How some command decisions of the First Anglo-Sikh War were taken…. In Flashman’s words V

Lets continue the account of Flashman. of the British Army, advising the Khalsa Army – invading British India – how to lose to the smaller force they faced…..

~~ It took me another hour of explanation and argument to convince Lal that my scheme was his only hope of getting his army properly leathered. It was hard sledding, for he was the kind of coward who’s too far gone even to clutch at straws – not my kind of funk at all. In the end I gave him ….. (lets skip this part), but whether Lal took it or not I can’t say, for I caulked out in an alcove of his pavilion, and didn’t wake up until noon. By the time Tej Singh had arrived, still fat as butter and quite as reliable, to judge from the furtive enthusiasm with which he greeted me. But while he was every bit as windy as Lal, he was a sight smarter, and once the Flashman Plan had been expounded he hailed it as a masterpiece; let my directions be followed and Gough would have the Khalsa looking like a Frenchman’s knapsack in no time, was Tej’s view. I guessed that what really commended my scheme to his was that he’d be well away from the firing, but he showed a good grasp of details, and had some sound notions of his own: one, I remember, was that he would take care to keep his guarding force to the north and west of Ferozepore, so that Littler would be able to slip away and join Gough without hindrance if he wanted to. That, as you’ll see, proved to be of prime importance, so I reckon Tej earned himself a Ferozeshah medal for that alone, if everyone had his due.

You must imagine our conference being carried on in lowered voices in Lal’s sleeping quarters, and a bonny trio we were. Our gallant Wazir, when he wasn’t peeping out to make sure there were no eavesdroppers, was brisking himself up with copious pinches of Peshawar snuff which I suspect contained something a sight more stimulating than powered tobacco; he seemed to take heart from the confidence of Tej Singh, who paced the apartment like Napoleon at Marengo, heaving his guts before him and tripping over his sabre while describing to me, in a gloating whisper, how the Khalsa would flee in disorder at the first setback; I lay nursing my ankle, trying to forget my own perilous situation and praying that Lal Singh could browbeat his staff into obedience before the effect of the snuff wore off. I wonder if there was ever such a conspiracy in the history of war: two generals intent on scuppering their own army. confabulating sotto voce with an agent from the enemy, while their commanders waited impatiently outside for the word that (with luck) would send them marching to ruin? You would think not, but knowing human nature and the military mind, I’d not wager on it.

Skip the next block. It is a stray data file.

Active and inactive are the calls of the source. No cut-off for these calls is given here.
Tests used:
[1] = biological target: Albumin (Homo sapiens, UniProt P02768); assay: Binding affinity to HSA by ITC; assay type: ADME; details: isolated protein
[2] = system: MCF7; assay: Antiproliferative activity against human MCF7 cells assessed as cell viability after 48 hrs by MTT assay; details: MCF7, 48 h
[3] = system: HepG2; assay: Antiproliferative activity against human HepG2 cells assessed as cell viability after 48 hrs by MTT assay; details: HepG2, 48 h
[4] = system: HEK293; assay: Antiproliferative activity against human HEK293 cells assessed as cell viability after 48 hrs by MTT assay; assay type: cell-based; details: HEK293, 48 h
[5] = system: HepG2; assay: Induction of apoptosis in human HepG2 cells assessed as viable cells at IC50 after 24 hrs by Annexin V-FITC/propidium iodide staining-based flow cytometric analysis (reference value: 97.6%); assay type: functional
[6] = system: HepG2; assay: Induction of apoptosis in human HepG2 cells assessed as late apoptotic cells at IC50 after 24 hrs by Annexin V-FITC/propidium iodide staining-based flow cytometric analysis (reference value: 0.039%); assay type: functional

I stayed hidden when Lal and Tej went out in the afternoon to announce their intentions to the divisional commanders. Lal was brave in silver armour, with a desperate glitter in his eye – half fear, half hashish, I would guess – and they held their conference on horseback, with Ferozepore in view. Tej told me later that the Wazir was in capital form, lining out my plan like a drill sergeant and snarling down any hint of opposition, of which there was less than I’d feared.  The fact was, you see, that the strategy looked sound enough, but what impressed them most, apparently, was Lal’s refusal to engage any commander but Gough himself. That argued pride and confidence, and they cheered him to the echo, and couldn’t wait to get under way. The gorracharra were riding east before dusk, and Tej, by his own account, made a great meal of sending orders to mobilise his foot and guns, with gallopers riding in all directions, bugles blowing, and the Commander-in-Chief finally retiring to Lal’s tent, having issued orders which with luck would take days to untangle.

The final scene of the comedy took place that night before I rode out. Lal was keen that I should make straight for….

To be continued….

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